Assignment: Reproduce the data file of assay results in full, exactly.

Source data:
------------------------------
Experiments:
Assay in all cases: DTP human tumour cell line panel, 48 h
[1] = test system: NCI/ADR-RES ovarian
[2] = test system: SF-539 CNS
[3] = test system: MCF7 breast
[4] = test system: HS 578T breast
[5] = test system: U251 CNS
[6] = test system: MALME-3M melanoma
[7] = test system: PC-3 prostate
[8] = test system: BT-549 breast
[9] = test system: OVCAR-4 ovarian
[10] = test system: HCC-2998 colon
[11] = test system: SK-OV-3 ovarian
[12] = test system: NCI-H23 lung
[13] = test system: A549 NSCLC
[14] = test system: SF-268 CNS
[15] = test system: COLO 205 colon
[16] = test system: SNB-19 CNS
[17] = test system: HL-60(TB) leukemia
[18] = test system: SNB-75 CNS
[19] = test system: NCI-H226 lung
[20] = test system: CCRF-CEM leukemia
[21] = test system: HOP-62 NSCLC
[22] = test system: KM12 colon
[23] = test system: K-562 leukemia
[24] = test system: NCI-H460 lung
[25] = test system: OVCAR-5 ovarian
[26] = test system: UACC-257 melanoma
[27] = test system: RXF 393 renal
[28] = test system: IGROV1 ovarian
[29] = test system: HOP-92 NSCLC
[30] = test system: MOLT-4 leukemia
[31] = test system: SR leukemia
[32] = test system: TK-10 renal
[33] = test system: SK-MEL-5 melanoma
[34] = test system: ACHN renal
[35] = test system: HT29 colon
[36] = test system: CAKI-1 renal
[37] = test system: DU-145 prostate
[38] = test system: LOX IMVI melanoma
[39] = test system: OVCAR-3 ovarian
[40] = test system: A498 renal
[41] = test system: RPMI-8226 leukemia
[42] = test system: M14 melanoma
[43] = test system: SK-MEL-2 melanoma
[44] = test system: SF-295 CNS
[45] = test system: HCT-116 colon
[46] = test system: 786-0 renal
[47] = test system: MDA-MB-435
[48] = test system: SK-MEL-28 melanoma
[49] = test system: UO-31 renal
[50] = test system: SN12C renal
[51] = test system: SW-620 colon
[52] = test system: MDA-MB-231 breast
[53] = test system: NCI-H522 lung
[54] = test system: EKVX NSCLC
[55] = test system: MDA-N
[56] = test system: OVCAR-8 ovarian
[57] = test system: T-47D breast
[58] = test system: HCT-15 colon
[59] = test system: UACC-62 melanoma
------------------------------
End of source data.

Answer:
Experiments:
Assay in all cases: DTP human tumour cell line panel, 48 h
[1] = test system: NCI/ADR-RES ovarian
[2] = test system: SF-539 CNS
[3] = test system: MCF7 breast
[4] = test system: HS 578T breast
[5] = test system: U251 CNS
[6] = test system: MALME-3M melanoma
[7] = test system: PC-3 prostate
[8] = test system: BT-549 breast
[9] = test system: OVCAR-4 ovarian
[10] = test system: HCC-2998 colon
[11] = test system: SK-OV-3 ovarian
[12] = test system: NCI-H23 lung
[13] = test system: A549 NSCLC
[14] = test system: SF-268 CNS
[15] = test system: COLO 205 colon
[16] = test system: SNB-19 CNS
[17] = test system: HL-60(TB) leukemia
[18] = test system: SNB-75 CNS
[19] = test system: NCI-H226 lung
[20] = test system: CCRF-CEM leukemia
[21] = test system: HOP-62 NSCLC
[22] = test system: KM12 colon
[23] = test system: K-562 leukemia
[24] = test system: NCI-H460 lung
[25] = test system: OVCAR-5 ovarian
[26] = test system: UACC-257 melanoma
[27] = test system: RXF 393 renal
[28] = test system: IGROV1 ovarian
[29] = test system: HOP-92 NSCLC
[30] = test system: MOLT-4 leukemia
[31] = test system: SR leukemia
[32] = test system: TK-10 renal
[33] = test system: SK-MEL-5 melanoma
[34] = test system: ACHN renal
[35] = test system: HT29 colon
[36] = test system: CAKI-1 renal
[37] = test system: DU-145 prostate
[38] = test system: LOX IMVI melanoma
[39] = test system: OVCAR-3 ovarian
[40] = test system: A498 renal
[41] = test system: RPMI-8226 leukemia
[42] = test system: M14 melanoma
[43] = test system: SK-MEL-2 melanoma
[44] = test system: SF-295 CNS
[45] = test system: HCT-116 colon
[46] = test system: 786-0 renal
[47] = test system: MDA-MB-435
[48] = test system: SK-MEL-28 melanoma
[49] = test system: UO-31 renal
[50] = test system: SN12C renal
[51] = test system: SW-620 colon
[52] = test system: MDA-MB-231 breast
[53] = test system: NCI-H522 lung
[54] = test system: EKVX NSCLC
[55] = test system: MDA-N
[56] = test system: OVCAR-8 ovarian
[57] = test system: T-47D breast
[58] = test system: HCT-15 colon
[59] = test system: UACC-62 melanoma